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17 April 2014 12:48 pm ,
Vol. 344 ,
Officials last week revealed that the U.S. contribution to ITER could cost $3.9 billion by 2034—roughly four times the...
An experimental hepatitis B drug that looked safe in animal trials tragically killed five of 15 patients in 1993. Now,...
Using the two high-quality genomes that exist for Neandertals and Denisovans, researchers find clues to gene activity...
A new report from the Intergovernmental Panel on Climate Change (IPCC) concludes that humanity has done little to slow...
Astronomers have discovered an Earth-sized planet in the habitable zone of a red dwarf—a star cooler than the sun—500...
Three years ago, Jennifer Francis of Rutgers University proposed that a warming Arctic was altering the behavior of the...
- 17 April 2014 12:48 pm , Vol. 344 , #6181
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ScienceShot: Titan's Shrinkage Raises Mountains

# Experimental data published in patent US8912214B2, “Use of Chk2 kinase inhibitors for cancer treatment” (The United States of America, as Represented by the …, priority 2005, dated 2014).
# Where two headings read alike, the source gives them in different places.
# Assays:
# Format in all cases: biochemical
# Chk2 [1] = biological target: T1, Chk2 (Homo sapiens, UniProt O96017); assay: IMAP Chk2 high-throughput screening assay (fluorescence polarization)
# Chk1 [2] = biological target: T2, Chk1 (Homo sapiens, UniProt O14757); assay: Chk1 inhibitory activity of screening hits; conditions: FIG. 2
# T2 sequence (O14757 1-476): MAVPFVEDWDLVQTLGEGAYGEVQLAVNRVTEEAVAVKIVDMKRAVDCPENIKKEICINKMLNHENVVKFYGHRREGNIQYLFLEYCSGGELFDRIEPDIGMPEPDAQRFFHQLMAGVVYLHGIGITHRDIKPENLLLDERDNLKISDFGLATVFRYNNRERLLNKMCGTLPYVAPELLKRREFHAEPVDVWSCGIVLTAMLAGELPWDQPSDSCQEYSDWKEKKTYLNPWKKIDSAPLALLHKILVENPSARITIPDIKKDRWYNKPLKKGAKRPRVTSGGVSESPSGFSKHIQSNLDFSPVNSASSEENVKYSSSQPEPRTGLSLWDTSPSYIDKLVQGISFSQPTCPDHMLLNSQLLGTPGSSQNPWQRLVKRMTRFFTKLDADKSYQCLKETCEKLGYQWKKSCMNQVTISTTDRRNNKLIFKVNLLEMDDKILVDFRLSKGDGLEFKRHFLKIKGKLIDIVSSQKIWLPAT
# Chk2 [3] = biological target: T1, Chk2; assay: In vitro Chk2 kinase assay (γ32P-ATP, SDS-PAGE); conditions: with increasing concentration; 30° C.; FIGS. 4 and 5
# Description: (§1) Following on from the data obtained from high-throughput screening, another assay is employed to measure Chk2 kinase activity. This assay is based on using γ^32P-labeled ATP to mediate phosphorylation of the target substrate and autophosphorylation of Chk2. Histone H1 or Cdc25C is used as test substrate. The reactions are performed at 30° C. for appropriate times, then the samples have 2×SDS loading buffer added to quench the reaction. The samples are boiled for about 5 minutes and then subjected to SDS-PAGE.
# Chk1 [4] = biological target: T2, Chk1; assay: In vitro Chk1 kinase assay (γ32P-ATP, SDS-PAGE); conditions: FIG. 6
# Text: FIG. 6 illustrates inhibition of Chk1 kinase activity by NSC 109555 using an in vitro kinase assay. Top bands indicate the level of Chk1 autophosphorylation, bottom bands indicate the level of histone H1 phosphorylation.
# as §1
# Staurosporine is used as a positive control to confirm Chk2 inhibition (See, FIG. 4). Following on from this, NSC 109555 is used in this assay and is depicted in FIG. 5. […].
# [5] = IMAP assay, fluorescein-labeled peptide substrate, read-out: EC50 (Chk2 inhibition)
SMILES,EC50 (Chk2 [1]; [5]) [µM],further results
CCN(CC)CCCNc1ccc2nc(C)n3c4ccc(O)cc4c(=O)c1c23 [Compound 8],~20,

13 August 2010 2:09 pm
There's more than one way to raise a mountain. On Earth, most mountain ranges form when giant continental plates collide, or when one plate slides beneath another, pushing up the overlying rock. But the mountains on Saturn's giant moon Titan seem to have resulted from a different process altogether. Scientists comparing radar images from the Cassini spacecraft with geophysical models say that the three ridges in this image, released yesterday, were created when Titan's gradual cooling after its formation caused partial freezing of the moon's subsurface ocean of water and ammonia. As a result, Titan contracted and the overlying icy crust sagged and wrinkled up like a giant prune. In an upcoming issue of the Journal of Geophysical Research, the scientists report that Titan may be the only body in the solar system to display this mechanism.
This article has been corrected. It originally stated that Titan's contraction was due to subsurface ice melting instead of freezing in the subsurface ocean.
See more ScienceShots.